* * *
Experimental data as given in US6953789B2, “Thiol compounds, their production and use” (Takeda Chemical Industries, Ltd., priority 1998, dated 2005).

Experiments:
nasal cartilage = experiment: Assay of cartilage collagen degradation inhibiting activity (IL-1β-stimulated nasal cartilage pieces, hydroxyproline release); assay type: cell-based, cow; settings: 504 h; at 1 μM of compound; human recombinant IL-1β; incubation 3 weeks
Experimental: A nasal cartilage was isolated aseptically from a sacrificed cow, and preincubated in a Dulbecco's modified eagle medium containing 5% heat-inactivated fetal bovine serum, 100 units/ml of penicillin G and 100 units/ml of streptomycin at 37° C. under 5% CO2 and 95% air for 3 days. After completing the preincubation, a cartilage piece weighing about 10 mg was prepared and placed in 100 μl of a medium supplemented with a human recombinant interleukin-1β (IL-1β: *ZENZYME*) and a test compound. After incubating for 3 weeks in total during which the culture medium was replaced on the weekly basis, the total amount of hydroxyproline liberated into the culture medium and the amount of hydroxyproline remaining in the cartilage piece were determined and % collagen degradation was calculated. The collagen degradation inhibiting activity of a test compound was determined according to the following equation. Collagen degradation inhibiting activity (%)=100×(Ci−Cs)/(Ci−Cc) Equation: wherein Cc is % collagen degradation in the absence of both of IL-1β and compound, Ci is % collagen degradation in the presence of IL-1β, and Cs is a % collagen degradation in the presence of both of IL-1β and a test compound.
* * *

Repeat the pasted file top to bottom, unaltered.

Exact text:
Experimental data as given in US6953789B2, “Thiol compounds, their production and use” (Takeda Chemical Industries, Ltd., priority 1998, dated 2005).

Experiments:
nasal cartilage = experiment: Assay of cartilage collagen degradation inhibiting activity (IL-1β-stimulated nasal cartilage pieces, hydroxyproline release); assay type: cell-based, cow; settings: 504 h; at 1 μM of compound; human recombinant IL-1β; incubation 3 weeks
Experimental: A nasal cartilage was isolated aseptically from a sacrificed cow, and preincubated in a Dulbecco's modified eagle medium containing 5% heat-inactivated fetal bovine serum, 100 units/ml of penicillin G and 100 units/ml of streptomycin at 37° C. under 5% CO2 and 95% air for 3 days. After completing the preincubation, a cartilage piece weighing about 10 mg was prepared and placed in 100 μl of a medium supplemented with a human recombinant interleukin-1β (IL-1β: *ZENZYME*) and a test compound. After incubating for 3 weeks in total during which the culture medium was replaced on the weekly basis, the total amount of hydroxyproline liberated into the culture medium and the amount of hydroxyproline remaining in the cartilage piece were determined and % collagen degradation was calculated. The collagen degradation inhibiting activity of a test compound was determined according to the following equation. Collagen degradation inhibiting activity (%)=100×(Ci−Cs)/(Ci−Cc) Equation: wherein Cc is % collagen degradation in the absence of both of IL-1β and compound, Ci is % collagen degradation in the presence of IL-1β, and Cs is a % collagen degradation in the presence of both of IL-1β and a test compound.